Dr Fate replaced the Spectre on the More Fun Comics covers from #68 (dated for Jun. 1941). So I think if DC thought of giving the Spectre his own title it was probably in an earlier time-frame. I've formerly taken his removal from the covers to be an indication DC wasn't happy with the title's sales, but it may instead have been one of the steps DC took to clean up its line after Sterling North's article.
Strange with all the Flash, Green Lantern and Wonder Woman stories produced, a Hawkman Quarterly would have been too much!
Jerry Siegel was DC's "boy genius" thanks to Superman. His creation of both the Spectre and the Star Spangled Kid was heavily promoted as they had high hopes for both features.
I find reading Golden Age stories a bit of a slog but I love seeing these covers and knowing the history.
If Philip doesn't mind I'll continue my look at the industry's early history to the end of 1939. I should note that I've used on sale dates instead of cover dates, which is why there are discrepancies between my dates and the ones used by Philip and the Captain.
Two new publishers entered the industry in Aug.: Marvel and Brookwood.
Marvel's first title was Marvel Comics, which became Marvel Mystery Comics with #2. Its inaugural superhero features were "The Human Torch", "The Angel" and "The Sub-Mariner". The title also had a masked Western hero feature, "The Masked Raider".
The issue's contents were produced by Lloyd Jacquet's Funnies, Inc. Wikipedia says Jacquet had been the art director at Centaur.
Brookwood was co-owned Frank Temerson. Its one title, Speed Comics, ended in mid-1940 and was continued after a hiatus by Harvey. Its sole superhero feature was "Shock Gibson". Gibson was an electricity-powered imitation of Superman. These two covers appeared the same month:
The other new superhero title that month was Centaur's Amazing Man Comics #5. Its superhero features were "The Amazing-Man", "The Iron Skull", "Minimidget the Miniature Man",(1) and "Mighty Man". Bill Everett and Carl Burgos contributed stories, so it may have been packaged by Funnies, Inc. too.
The month also saw the last issue of AA's Movie Comics and the first issue of its strip reprint title Mutt & Jeff. The second issue didn't appear until the next year.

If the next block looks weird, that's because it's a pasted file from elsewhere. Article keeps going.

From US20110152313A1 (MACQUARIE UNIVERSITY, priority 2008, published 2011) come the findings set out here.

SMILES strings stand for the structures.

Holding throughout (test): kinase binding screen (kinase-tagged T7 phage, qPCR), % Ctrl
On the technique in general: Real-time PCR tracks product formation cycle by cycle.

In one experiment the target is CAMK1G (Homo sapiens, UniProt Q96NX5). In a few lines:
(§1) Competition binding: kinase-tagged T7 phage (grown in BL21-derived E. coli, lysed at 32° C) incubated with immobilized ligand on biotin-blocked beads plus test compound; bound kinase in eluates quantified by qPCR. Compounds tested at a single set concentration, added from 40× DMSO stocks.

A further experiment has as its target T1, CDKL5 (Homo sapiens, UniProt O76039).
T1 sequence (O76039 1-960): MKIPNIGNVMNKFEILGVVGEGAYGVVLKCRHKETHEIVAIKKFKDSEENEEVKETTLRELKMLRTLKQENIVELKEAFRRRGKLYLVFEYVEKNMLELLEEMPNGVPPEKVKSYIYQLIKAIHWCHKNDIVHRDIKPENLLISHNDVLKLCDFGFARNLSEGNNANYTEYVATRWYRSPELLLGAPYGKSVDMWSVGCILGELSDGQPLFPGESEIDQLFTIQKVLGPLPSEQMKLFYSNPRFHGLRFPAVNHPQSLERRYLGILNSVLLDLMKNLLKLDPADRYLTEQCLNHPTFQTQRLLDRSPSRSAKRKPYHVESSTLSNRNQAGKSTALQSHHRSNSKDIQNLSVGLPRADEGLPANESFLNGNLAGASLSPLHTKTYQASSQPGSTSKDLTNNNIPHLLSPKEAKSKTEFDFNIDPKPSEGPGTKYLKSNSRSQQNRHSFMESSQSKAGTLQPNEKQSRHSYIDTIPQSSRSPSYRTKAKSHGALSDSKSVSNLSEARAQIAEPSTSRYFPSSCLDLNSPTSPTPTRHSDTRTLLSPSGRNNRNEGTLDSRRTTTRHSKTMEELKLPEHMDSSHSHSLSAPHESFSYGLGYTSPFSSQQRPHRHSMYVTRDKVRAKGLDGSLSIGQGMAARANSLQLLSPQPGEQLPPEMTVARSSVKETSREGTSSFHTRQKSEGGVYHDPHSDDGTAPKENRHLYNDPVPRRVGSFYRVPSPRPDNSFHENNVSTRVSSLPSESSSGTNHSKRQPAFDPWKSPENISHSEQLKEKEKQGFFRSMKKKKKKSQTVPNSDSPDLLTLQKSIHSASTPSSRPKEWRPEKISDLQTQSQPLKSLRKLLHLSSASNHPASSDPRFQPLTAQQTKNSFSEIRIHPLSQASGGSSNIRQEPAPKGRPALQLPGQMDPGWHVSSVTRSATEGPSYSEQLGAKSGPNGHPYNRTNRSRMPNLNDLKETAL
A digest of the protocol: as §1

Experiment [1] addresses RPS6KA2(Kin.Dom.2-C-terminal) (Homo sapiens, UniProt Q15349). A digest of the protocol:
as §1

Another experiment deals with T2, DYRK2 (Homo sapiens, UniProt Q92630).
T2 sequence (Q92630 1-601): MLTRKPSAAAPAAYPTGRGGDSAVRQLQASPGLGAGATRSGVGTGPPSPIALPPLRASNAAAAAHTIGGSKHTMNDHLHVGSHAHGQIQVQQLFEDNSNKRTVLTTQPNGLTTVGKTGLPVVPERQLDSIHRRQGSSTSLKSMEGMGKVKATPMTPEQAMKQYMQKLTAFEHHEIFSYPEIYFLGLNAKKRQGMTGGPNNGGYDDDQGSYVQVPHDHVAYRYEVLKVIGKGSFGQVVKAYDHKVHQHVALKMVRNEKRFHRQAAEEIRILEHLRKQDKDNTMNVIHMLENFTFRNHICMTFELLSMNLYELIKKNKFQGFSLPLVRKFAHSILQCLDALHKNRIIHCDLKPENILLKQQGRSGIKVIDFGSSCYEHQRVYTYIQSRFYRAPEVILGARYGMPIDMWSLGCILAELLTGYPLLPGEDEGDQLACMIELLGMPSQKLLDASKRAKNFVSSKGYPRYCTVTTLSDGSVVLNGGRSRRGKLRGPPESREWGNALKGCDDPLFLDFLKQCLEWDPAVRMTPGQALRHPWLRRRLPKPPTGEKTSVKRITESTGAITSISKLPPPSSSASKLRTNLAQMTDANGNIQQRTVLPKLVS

(1) The first instalment was apparently done as a non-series horror story, based on the movie The Devil-Doll (1936). But the title box envisions the series continuing as the adventures of Minimidget and Ritty.
Three new publishers debuted in Sep. 1939: MLJ (=Archie), Lev Gleason and Pines (=Standard).
Archie's first title was Blue Ribbon Comics. The first issue had no superhero features. The lead feature was "Rang-a-Tang", which might be the first wonder dog feature. He was evidently named for Rin Tin Tin.
Lev Gleason's was Silver Streak Comics. It had three: "Mister Midnight", "The Wasp" and "Spirit Man". The lead slot was occupied by "The Claw", about a superpowerful villain.(1) The issue had an ad for Marvel Mystery Comics on the inside back page.
Pines's Best Comics was a strip reprint title. Its contents were Syndicated Features strips.(2)
All-American Comics #6 introduced "Gary Concord, the Ultra-Man". The title character was included with several DC superheroes in an ad in Batman #1, but I don't think he can be called a superhero himself. The feature was a sci-fi strip.
Amazing Man Comics #6 introduced the Shark. The title now had five superhero features in its line-up.
The last non-Superman Action Comics cover of the period appeared this month.
(1) I've not tried to trace the emergence of masked villains or criminal masterminds, as they appear in features about non-powered heroes. Several villain features preceded the Claw's: